News Post

FROM THE ALABAMA LAWYER – How to Read a Vote Line of the Alabama Supreme Court

By Justice Jay Mitchell and Lars A. Longnecker

You’re hard at work on your brief for an Alabama court. The issue before you is governed by Alabama law, and you’ve just found an Alabama Supreme Court opinion that is on point.

When you scroll to the bottom of the opinion, you see that in addition to the justice who authored the opinion, three justices concurred and three justices concurred in the result, while two justices dissented. So, seven concurs and two dissents, right? And with this vote line, you can now cite the opinion as the majority opinion of the court and binding precedent in Alabama, right?

Not so fast.

Lawyers should know that not every opinion issued by the Alabama Supreme Court and published in the Alabama Reporter constitutes binding precedent.[1] Rather, the doctrine of stare decisis applies only to those opinions in which a majority of the court has expressed agreement on a point of law that is integral to the court’s decision.[2]

There are nine justices on the Alabama Supreme Court, and, at its simplest, this means that an opinion is binding precedent when five or more justices have concurred in that opinion.

But not all types of concurrences are the same, and it’s not always as easy as skipping to the vote line at the bottom of an opinion and counting the number of justices whose names appear next to some version of the word “concur.” Sometimes, it’s not possible to determine what, if any, precedential value an opinion has until after you’ve carefully read that opinion and the accompanying special writings to discern exactly where the justices’ agreement lies.

Path of a Case at the Alabama Supreme Court

To understand the vote line of an Alabama Supreme Court opinion, it’s helpful to know the path a case takes when it’s filed here. In contrast to the United States Supreme Court – where a justice is assigned opinion-writing duties for a case only after some preliminary discussion and an initial vote – cases filed in the Alabama Supreme Court are assigned to individual justices on a rotating basis after briefing is completed, without discussion or analysis of the case beforehand.

For some extraordinary cases like petitions for the writ of mandamus and permissive appeals filed under Rule 5, Ala. R. App. P., the path is different. These cases are first considered by the court on its weekly miscellaneous docket, at which time the court conducts an initial review to determine whether to accept the case. If a majority of the court agrees to accept the case, the court orders full briefing and, once briefing is complete, the case is assigned to the next justice up in the rotation – unless that justice dissented from the decision to accept the case. In that circumstance, the dissenting justice is skipped, and the case is assigned to the next justice in the rotation who did not dissent from the decision to accept the case.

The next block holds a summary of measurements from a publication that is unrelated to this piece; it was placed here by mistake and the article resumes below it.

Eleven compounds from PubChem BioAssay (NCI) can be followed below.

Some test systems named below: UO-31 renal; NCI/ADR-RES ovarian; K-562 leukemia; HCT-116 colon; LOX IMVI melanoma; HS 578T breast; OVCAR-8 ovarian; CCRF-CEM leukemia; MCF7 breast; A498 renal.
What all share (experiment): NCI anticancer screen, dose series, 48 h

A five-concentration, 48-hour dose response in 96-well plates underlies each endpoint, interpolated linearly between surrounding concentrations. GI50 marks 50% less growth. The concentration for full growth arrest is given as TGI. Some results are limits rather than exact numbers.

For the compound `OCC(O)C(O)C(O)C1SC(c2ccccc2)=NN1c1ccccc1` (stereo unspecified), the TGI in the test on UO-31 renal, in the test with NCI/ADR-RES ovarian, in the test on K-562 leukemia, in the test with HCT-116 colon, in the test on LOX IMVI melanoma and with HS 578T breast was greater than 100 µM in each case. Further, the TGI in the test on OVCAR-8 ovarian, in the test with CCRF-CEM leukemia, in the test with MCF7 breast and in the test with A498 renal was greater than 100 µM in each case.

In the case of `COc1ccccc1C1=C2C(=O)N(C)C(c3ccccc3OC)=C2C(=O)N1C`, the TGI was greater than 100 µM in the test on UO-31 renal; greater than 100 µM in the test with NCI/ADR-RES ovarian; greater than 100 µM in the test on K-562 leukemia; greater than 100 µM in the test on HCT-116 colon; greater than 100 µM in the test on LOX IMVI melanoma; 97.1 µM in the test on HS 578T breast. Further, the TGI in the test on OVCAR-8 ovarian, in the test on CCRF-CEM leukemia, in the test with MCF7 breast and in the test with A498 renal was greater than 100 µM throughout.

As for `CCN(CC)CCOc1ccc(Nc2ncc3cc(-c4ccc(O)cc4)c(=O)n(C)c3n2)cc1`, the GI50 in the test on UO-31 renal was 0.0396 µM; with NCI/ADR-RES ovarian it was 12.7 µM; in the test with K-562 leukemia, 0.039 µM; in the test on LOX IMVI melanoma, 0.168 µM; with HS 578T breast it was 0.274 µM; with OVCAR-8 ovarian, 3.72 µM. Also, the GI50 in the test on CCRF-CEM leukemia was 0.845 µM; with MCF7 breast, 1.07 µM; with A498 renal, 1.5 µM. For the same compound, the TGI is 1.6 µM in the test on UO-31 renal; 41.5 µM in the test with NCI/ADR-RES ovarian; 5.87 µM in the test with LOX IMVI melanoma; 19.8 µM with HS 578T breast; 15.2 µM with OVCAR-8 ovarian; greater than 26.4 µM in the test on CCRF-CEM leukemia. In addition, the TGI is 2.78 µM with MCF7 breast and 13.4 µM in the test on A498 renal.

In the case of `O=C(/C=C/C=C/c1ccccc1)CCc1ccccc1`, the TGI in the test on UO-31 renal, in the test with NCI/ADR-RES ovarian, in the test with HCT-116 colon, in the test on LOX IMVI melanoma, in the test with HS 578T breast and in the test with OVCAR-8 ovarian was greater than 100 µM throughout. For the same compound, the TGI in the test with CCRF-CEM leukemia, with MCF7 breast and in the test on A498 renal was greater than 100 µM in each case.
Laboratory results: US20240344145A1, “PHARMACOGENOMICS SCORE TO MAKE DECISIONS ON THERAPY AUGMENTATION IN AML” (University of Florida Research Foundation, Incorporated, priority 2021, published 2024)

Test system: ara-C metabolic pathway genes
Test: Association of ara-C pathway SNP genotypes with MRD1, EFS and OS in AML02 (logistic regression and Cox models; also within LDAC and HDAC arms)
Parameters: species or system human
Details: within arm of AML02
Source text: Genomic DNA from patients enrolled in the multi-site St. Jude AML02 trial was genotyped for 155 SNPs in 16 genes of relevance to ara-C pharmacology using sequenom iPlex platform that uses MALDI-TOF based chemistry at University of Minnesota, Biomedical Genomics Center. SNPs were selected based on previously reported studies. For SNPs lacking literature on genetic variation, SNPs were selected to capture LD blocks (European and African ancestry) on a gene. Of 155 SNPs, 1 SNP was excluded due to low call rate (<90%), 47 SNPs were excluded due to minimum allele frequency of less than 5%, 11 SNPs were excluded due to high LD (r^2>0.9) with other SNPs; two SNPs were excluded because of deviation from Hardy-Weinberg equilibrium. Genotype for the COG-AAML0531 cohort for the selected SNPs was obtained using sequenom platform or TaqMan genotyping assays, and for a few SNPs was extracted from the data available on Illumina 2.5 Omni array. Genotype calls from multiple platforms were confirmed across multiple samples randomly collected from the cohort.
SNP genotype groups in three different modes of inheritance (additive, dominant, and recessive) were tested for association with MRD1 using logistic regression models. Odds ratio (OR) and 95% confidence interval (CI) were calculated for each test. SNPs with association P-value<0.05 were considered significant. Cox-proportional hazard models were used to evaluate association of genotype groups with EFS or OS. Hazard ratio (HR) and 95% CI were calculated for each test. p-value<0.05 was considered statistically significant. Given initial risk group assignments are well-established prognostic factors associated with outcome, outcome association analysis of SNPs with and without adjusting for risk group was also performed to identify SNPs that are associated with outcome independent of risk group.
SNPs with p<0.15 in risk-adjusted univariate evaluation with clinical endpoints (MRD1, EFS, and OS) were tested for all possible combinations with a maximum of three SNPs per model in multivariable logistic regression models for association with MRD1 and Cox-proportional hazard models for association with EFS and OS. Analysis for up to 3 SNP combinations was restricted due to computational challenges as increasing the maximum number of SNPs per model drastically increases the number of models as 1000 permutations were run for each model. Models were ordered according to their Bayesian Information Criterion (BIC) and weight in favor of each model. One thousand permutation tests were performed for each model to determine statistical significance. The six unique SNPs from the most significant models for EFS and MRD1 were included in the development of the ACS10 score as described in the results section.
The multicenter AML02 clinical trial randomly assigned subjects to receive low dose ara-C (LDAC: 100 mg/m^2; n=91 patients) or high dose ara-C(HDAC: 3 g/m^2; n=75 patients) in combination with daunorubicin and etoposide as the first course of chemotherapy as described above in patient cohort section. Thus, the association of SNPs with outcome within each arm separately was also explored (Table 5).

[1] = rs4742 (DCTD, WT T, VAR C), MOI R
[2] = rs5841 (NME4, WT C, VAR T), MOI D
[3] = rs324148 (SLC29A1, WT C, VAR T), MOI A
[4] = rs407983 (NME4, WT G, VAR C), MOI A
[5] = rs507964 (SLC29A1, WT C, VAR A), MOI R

The justice to whom a case is assigned (or JTWA in court parlance) then works up the case, ultimately drafting either a proposed opinion or a memorandum recommending that the case be disposed of by order without an opinion. (Because orders disposing of a case have no precedential value outside of that particular case, we focus in this article only on cases decided by opinions.) Monthly, these proposed opinions are then circulated to the other justices for review.

Notably, not every opinion is circulated to every justice for a vote. Rather, as set forth in Rule 16, Ala. R. App. P., the court is authorized to consider most cases in five-justice divisions. The court has historically divided itself into two five-justice divisions headed by the two senior associate justices (with the chief justice sitting in both divisions). Most opinions are first circulated only to the other four justices sitting in the JTWA’s division, and if the four other justices in that division agree with the JTWA’s recommended disposition of a case, the opinion may be released without being considered by the other four justices. But if even one justice in the division dissents, the case is forwarded from that division to the court’s monthly general conference, where it is considered by the entire court.

Some opinions are circulated directly to general conference for consideration by the full court. These include death-penalty cases, cases in which the JTWA is recommending that the judgment of an intermediate court of appeals be reversed, disbarment proceedings, and utility-rate cases, among others. Additionally, any opinion deciding a case that was previously considered by the entire court on the weekly miscellaneous docket is circulated directly to general conference. It’s the court’s policy that once a justice participates in a case, that justice has the right to continue participating until the case is resolved.


After reviewing the proposed opinions that are circulated, the justices enter their preliminary votes. These votes may change as the justices continue to discuss the case, but eventually, each justice will finalize their vote and that vote will be printed on the vote line at the end of each opinion. These votes can take various forms.

  1. Concur (C)

The most common vote is probably “concur.” When a justice concurs in an opinion, it is presumed that the justice is in complete agreement with the opinion. The justice authoring the opinion is also counted as a C vote.[3]

  1. Concur specially (CS)